Norse Atlantic Airways has announced another route expansion, targeting warm-weather destinations in the Caribbean and Southeast Asia.
The 4 new routes will begin later this fall and will operate alongside the airline’s existing network of flights to North America from various bases in Europe such as London, Berlin, and Oslo.
Additionally, all 4 new routes will operate from London Gatwick Airport (LGW) or Oslo (OSL) and the airline will face competition on many of these routes from established airlines such as British Airways, TUI, and Virgin Atlantic.
As follows are the routes that Norse will fly this autumn season into 2024:
London Gatwick (LGW) to Barbados (BGI)
Norse will begin serving the paradise island of Barbados on October 29, 2023. The airline will operate this route daily and the competition on the route consists of British Airways and TUI from LGW, and slightly indirectly Virgin Atlantic from London’s larger Heathrow Airport (LHR).
London Gatwick (LGW) to Kingston, Jamaica (KIN)
Norse will begin the new route to the Jamaican capital on October 31st and will operate the route 3 times weekly, competing directly with British Airways which also flies the route with the same frequency. This shows that the route is sustainable for more than one carrier and that the demand is significant.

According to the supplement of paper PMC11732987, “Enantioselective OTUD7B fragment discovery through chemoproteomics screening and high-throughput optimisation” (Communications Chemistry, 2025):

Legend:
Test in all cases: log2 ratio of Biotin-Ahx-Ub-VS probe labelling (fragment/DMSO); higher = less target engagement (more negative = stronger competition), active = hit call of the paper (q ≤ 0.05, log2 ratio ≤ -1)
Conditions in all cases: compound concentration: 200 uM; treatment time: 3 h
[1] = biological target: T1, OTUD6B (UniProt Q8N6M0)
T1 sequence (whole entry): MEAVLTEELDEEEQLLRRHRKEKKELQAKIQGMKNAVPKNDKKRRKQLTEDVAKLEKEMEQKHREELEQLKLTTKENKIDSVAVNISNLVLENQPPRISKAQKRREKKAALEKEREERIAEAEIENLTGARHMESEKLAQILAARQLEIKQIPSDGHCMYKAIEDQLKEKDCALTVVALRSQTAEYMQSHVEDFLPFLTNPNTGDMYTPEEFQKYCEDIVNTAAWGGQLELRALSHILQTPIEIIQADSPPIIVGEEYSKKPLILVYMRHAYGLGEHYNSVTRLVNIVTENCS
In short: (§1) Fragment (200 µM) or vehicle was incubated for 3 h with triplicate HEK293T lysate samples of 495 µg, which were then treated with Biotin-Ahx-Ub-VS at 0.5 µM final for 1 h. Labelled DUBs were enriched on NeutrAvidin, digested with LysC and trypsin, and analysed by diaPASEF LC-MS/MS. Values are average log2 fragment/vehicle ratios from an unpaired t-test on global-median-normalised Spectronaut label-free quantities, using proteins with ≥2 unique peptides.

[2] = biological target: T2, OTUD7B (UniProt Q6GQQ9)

London Gatwick (LGW) to Montego Bay, Jamaica (MBJ)
Norse will add to its expanding portfolio of Caribbean routes by operating to the second large city in Jamaica 4 times weekly starting on October 29th. The airline will operate this route alongside the new Kingston route, the route being underpinned by significant demand for leisure travel to the tropics from the UK.
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Oslo, Norway (OSL) to Bangkok, Thailand (BKK)
The fourth route in Norse’s newest expansion is the only of the routes not to operate from the UK. The new route to the Thai capital will inaugurate on November 2nd and will run as the airline’s first route to the Asian continent.
Norse Tries Harder With Winter
It can be argued that although there is still some demand for leisure travel in the winter months, demand is, on average, lower than in the summer season. This expansion of Norse proves that the airline is not willing to give up on winter profits and wants to eliminate the long-standing belief that airlines are only successful when the fares and demand are high.
Norse has previously acknowledged this issue and has stated in the past that it understands that the key to continued success lies in advanced planning, market research, and correct ticket prices in order to make winter work for any airline, especially one focused on leisure travel.
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